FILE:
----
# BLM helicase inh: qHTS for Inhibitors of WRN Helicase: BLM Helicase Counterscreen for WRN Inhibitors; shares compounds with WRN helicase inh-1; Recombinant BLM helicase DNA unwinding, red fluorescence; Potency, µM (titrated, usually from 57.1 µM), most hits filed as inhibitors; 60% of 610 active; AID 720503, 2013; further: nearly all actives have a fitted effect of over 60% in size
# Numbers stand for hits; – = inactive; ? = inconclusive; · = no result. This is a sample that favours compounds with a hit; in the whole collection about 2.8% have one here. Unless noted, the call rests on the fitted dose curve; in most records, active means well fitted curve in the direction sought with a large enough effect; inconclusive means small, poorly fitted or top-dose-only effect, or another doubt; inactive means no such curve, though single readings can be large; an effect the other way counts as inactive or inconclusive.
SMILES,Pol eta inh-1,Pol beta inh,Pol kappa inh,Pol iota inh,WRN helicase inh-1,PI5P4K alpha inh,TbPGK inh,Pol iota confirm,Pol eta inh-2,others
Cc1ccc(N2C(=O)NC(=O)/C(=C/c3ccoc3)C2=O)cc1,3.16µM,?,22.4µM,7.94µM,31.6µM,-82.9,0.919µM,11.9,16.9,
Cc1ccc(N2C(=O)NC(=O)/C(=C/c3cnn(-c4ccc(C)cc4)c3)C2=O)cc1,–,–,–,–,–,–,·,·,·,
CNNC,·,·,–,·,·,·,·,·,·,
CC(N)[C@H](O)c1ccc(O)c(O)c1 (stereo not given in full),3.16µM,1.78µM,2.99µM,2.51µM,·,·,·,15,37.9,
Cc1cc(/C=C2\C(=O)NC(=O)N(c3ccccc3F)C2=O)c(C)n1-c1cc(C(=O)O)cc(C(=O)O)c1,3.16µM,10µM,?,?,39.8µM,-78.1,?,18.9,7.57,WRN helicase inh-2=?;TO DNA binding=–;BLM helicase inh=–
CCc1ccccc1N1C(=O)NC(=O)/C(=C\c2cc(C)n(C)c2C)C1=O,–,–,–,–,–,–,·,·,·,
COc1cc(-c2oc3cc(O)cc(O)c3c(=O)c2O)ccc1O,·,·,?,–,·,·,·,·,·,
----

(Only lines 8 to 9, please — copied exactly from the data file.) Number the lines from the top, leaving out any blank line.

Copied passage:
Cc1cc(/C=C2\C(=O)NC(=O)N(c3ccccc3F)C2=O)c(C)n1-c1cc(C(=O)O)cc(C(=O)O)c1,3.16µM,10µM,?,?,39.8µM,-78.1,?,18.9,7.57,WRN helicase inh-2=?;TO DNA binding=–;BLM helicase inh=–
CCc1ccccc1N1C(=O)NC(=O)/C(=C\c2cc(C)n(C)c2C)C1=O,–,–,–,–,–,–,·,·,·,